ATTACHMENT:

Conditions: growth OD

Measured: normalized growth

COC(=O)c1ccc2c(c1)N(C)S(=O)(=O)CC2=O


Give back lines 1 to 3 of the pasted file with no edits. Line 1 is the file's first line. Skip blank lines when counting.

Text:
Conditions: growth OD

Measured: normalized growth

COC(=O)c1ccc2c(c1)N(C)S(=O)(=O)CC2=O